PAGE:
After the system has acquired a considerable degree of strength by passive exercise, the active should be resorted to, alternately with the other. Walking is, perhaps, the best of this kind, and should be pursued regularly day after day, and not intermitted. Like riding, it must be habitual to be beneficial, for either, if taken irregularly, after long intervals of quiet, will produce fatigue and injury. It is a maxim of health established by experience, that “riding is the best exercise for regaining health, and walking for retaining it.” But whichever be pursued, let it never be forgotten by the dyspeptic that he should, as Dr. Cheyne says, “make exercise a part of his religion.

We must make one extract from the writer of the “Sure Methods,” which, we think, contains some excellent remarks confirmatory of what we have been dwelling on. VOL. IV.-N0. 7.



“None will accuse me of undervaluing the advantages resulting from attention to diet, in the cure of disease; but it is proper for me to state, that there appears to me one grand point of superiority which exercise in the open air possesses, in this respect, over even diet, which is, that it is capable of exerting a direct and positive curative effect, while the effects of diet, in the same circumstances, are rather negative than positive. In using proper food, when afflicted with any corporeal malady, we cut off a principal source of irritation, take an effectual means of nourishing and strengthening the body, and thereby of assisting nature in its efforts to free the constitution from an unwelcome and oppressive visiter ; but beyond this the virtues of suitable food can scarcely be said to extend. On the other hand, exercise has often a direct and powerfully curative effect from its accelerating and equalizing the circulation, when tardy and irregular, from its also strengthening the vessels and nerves, facilitating the excretions, and greatly improving the tone of the digestive organs. From a consideration of these facts, we see the reason why a correct diet should often fail to do little more than preserve the patient from getting worse, and that an efficient regimen is found absolutely necessary to produce much positive amendment, or to perform a sound and lasting cure. To illustrate this subject still further, we may advert to the case of a person suffering under a severe chronic gout, or an aggravated attack of indigestion, and we shall often find, that if such patients attentively observe a suitable diet, they gain much advantage ; but if they go little beyond this attention to diet, supposing it is even combined with skilful medical treatment, the gouty man in numerous instances, is still very liable to frequent fits of his tormenting disease, and will not unfrequently find himself getting more feeble, and the fits to gain an incre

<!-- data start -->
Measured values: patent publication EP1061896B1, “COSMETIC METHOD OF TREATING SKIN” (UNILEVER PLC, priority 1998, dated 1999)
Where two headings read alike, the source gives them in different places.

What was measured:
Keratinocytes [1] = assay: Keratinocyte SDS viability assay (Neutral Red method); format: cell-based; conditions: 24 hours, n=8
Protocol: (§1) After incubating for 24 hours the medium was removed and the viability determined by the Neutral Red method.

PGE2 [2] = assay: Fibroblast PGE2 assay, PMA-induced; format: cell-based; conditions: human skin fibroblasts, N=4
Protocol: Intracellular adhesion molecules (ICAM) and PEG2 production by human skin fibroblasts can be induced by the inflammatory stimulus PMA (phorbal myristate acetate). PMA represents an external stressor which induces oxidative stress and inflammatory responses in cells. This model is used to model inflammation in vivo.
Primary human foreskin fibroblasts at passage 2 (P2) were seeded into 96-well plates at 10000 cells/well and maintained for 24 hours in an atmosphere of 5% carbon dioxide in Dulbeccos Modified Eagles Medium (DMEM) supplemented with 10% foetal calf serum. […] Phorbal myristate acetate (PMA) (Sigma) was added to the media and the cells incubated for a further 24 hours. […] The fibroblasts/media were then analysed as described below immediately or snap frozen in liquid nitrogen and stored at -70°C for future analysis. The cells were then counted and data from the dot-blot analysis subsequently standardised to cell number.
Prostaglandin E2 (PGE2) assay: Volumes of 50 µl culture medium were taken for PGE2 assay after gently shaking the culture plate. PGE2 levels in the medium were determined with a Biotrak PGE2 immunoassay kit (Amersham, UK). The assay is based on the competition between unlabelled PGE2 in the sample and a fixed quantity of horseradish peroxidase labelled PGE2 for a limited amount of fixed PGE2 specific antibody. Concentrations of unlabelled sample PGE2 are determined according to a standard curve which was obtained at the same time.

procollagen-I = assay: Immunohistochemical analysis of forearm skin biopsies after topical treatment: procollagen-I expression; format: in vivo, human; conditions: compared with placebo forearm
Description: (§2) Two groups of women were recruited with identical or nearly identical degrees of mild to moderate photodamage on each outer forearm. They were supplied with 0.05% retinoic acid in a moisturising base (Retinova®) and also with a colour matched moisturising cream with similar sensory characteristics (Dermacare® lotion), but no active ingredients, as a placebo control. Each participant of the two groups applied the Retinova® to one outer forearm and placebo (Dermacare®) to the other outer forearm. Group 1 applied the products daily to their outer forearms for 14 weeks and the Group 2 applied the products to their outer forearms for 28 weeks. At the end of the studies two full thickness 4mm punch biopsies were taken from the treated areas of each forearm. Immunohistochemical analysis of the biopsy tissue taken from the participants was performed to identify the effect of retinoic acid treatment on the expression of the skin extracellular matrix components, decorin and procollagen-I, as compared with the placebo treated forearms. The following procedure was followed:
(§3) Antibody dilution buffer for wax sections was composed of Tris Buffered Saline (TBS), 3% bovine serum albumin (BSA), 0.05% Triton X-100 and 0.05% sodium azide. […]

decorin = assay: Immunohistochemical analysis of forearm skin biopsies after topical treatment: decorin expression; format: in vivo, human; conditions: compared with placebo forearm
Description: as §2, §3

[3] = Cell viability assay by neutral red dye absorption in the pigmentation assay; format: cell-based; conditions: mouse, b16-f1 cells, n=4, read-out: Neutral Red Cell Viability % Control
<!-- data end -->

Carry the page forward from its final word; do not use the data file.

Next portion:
reasing power over him; while the dyspeptic experiences weakness of stomach and general debility remaining, with a liability to a renewal of his disorder on the operation of slight causes. But should these patients become convinced of the value of regimen, in the sense now attached to it, (namely, regulations as to air, exercise, sleep, &c.) and enter into its adoption with spirit and perseverance, they very soon discover that they are using means which have a superior and remarkable power in resolving obstructions, and in so facilitating and regulating all the secretions, and imparting an increase of tone to every function of the body, as to afford them a most flattering prospect of being at length enabled entirely to conquer their disease. Under the operation of this regimen, the gouty sufferer finds his crippled limbs to become free and strong, his digestive powers to be augmented, and his spirits surprisingly exbilarated; and the dyspeptic, bilious subject experiences an equally beneficial change in the increased tone of the stomach and bowels, in the more healthy secretion of bile, the keenness of his appetite, and the greater quantity of food he can take, not only with a relish, but without the uneasiness he before felt severely from indulging in a much smaller quantity: effects, which both have found diet and medicine could only partially produce." p. 95.